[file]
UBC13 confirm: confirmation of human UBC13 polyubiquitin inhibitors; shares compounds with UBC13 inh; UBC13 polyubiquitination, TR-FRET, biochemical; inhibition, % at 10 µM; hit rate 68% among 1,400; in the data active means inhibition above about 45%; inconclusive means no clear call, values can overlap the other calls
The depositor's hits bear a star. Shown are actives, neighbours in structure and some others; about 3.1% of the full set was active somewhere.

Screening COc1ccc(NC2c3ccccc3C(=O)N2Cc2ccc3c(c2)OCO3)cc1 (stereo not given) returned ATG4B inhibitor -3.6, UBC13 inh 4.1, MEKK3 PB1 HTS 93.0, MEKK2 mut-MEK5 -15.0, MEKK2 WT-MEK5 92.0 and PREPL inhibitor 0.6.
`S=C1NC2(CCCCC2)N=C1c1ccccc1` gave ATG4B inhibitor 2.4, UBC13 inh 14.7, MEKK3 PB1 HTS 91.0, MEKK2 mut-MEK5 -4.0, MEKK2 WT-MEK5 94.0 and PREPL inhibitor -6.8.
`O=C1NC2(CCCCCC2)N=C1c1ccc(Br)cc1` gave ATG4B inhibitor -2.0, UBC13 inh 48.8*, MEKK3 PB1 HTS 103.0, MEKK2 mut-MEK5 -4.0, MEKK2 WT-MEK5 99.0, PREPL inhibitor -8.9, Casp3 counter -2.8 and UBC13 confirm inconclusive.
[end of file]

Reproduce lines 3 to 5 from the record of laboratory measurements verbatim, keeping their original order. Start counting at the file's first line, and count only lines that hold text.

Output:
Screening COc1ccc(NC2c3ccccc3C(=O)N2Cc2ccc3c(c2)OCO3)cc1 (stereo not given) returned ATG4B inhibitor -3.6, UBC13 inh 4.1, MEKK3 PB1 HTS 93.0, MEKK2 mut-MEK5 -15.0, MEKK2 WT-MEK5 92.0 and PREPL inhibitor 0.6.
`S=C1NC2(CCCCC2)N=C1c1ccccc1` gave ATG4B inhibitor 2.4, UBC13 inh 14.7, MEKK3 PB1 HTS 91.0, MEKK2 mut-MEK5 -4.0, MEKK2 WT-MEK5 94.0 and PREPL inhibitor -6.8.
`O=C1NC2(CCCCCC2)N=C1c1ccc(Br)cc1` gave ATG4B inhibitor -2.0, UBC13 inh 48.8*, MEKK3 PB1 HTS 103.0, MEKK2 mut-MEK5 -4.0, MEKK2 WT-MEK5 99.0, PREPL inhibitor -8.9, Casp3 counter -2.8 and UBC13 confirm inconclusive.